Although you’ll cross paths with various characters, you only get to control two per each mission and depending on who accompanies Kipuna, combat can play out a little bit different. For example, while Topi is a loyal blacksmith and warrior of the kingdom, Kipuna is a young girl that has found herself in possession of immense power. During combat, both of these character’s abilities provide players with multiple ways to deal with enemies directly or by using and manipulating the environment to your advantage. There are oil barrels that you can ignite to cause explosions, traps waiting to be triggered, you can even grow vegetation to conceal yourself or set it ablaze to deal with a group of enemies, or you can use the power of winter to put down fires and freeze enemies. There are plenty of options for players to choose from, and given the strong use of the elements thanks to Kipuna’s newly acquired powers, the only limit is your imagination.

Now, speaking of limits, aside from the open-ended approach to combat, Iron Danger is fairly limited in regards to everything else. For starters, there is no character customisation of any sorts, the only thing being remotely close to that is being able to choose new abilities or abilities upgrades at the end of each level. Furthermore, levels offer very little freedom (if any) as to how you can approach an objective. There might be different paths on some levels, and healing items or grenades scattered throughout the maps, but that is pretty much it.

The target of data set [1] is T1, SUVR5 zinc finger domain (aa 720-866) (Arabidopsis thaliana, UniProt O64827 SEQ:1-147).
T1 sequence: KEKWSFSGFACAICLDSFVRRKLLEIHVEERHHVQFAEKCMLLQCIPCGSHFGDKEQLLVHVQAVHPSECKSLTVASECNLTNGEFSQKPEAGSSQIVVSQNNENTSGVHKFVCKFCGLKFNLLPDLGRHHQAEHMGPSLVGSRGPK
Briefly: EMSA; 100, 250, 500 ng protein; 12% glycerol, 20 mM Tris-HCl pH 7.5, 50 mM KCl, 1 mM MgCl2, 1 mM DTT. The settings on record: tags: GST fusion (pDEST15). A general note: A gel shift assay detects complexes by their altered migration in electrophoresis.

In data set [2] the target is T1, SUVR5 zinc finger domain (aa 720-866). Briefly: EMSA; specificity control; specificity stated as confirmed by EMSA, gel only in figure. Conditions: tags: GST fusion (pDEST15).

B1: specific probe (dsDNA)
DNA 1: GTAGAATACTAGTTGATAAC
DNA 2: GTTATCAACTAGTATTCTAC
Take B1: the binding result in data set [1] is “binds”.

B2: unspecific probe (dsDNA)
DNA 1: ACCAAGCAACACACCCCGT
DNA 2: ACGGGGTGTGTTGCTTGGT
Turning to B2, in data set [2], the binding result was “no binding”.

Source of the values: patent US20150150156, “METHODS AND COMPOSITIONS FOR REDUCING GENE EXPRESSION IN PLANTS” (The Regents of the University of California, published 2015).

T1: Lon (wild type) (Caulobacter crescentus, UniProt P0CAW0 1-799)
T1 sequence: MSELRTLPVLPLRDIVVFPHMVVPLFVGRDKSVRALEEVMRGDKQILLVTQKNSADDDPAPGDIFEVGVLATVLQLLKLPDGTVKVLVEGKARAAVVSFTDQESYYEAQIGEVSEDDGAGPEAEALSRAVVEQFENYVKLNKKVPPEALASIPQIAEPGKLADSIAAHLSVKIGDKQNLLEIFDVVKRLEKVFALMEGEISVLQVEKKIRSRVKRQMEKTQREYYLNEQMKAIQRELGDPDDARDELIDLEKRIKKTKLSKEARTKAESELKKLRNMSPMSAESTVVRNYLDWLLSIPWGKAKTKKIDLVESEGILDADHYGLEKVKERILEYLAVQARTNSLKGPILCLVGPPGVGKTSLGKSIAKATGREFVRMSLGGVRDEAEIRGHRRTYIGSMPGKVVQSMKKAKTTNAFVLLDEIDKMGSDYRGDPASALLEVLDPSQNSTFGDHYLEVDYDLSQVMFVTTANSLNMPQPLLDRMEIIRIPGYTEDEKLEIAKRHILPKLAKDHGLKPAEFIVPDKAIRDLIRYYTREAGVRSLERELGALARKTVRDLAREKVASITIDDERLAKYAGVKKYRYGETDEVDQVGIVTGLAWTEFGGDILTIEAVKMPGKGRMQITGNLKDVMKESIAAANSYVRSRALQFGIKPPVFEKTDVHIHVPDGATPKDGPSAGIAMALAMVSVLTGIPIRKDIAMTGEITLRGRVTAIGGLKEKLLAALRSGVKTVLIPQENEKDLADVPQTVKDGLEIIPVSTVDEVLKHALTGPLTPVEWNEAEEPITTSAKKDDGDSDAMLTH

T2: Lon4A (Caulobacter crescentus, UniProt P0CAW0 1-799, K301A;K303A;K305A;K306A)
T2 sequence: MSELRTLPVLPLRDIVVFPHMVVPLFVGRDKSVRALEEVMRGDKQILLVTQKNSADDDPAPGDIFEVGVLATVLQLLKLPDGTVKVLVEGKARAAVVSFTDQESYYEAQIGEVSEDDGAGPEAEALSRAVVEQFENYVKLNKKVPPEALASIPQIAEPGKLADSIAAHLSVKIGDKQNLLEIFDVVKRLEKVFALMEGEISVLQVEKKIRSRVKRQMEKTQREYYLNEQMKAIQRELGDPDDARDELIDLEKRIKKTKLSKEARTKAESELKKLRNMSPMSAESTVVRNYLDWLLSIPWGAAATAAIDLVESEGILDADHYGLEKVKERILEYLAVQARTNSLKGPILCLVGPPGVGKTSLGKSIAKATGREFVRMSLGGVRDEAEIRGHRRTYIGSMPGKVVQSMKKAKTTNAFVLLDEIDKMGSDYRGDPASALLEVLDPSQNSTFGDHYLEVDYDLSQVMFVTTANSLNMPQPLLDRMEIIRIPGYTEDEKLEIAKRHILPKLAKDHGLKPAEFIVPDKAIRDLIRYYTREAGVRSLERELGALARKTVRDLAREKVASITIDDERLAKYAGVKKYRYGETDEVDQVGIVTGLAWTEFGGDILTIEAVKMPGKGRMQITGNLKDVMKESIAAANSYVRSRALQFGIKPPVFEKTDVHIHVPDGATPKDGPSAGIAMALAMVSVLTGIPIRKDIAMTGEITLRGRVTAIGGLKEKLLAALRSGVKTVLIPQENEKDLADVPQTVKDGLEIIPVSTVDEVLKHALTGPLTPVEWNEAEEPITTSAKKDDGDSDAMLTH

Levels can take somewhere between 15 to 30 minutes to complete, and the whole thing took me almost 10 hours to beat, which I guess might not sound that great given the game’s price. Furthermore, the game also ends in a cliffhanger, which did leave me craving for more, but as of right now there isn’t a sequel or expansion planned. I had already read quite a bit about the game before I had the chance to play it, and the feeling that I had when I first jumped into this was that people were thinking that Iron Danger was something that it clearly is not, an RPG. Nonetheless, I wouldn’t say that Iron Danger is one of those games that everyone should play at least once in their lifetime, but if you want to get your hands on a fresh take on turn-based combat, you should definitely give Iron Danger a shot. If, however, you’re hoping to find something else here, I’m afraid you’d be left disappointed.

REVIEW CODE: A complimentary PC code was provided to Bonus Stage for this review. Please send all review code enquiries to editor@bonusstage.co.uk.

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Iron Danger Review
  • Gameplay - 7/10
    7/10
  • Graphics - 7/10
    7/10
  • Sound - 7/10
    7/10
  • Replay Value - 7/10
    7/10
User Review
0 (0 votes)
Comments Rating 0 (0 reviews)
Overall
7/10

Summary

I wouldn’t say that Iron Danger is one of those games that everyone should play at least once in their lifetime, but if you want to get your hands on a fresh take on turn-based combat, you should definitely give Iron Danger a shot. If, however, you’re hoping to find something else here, I’m afraid you’d be left disappointed.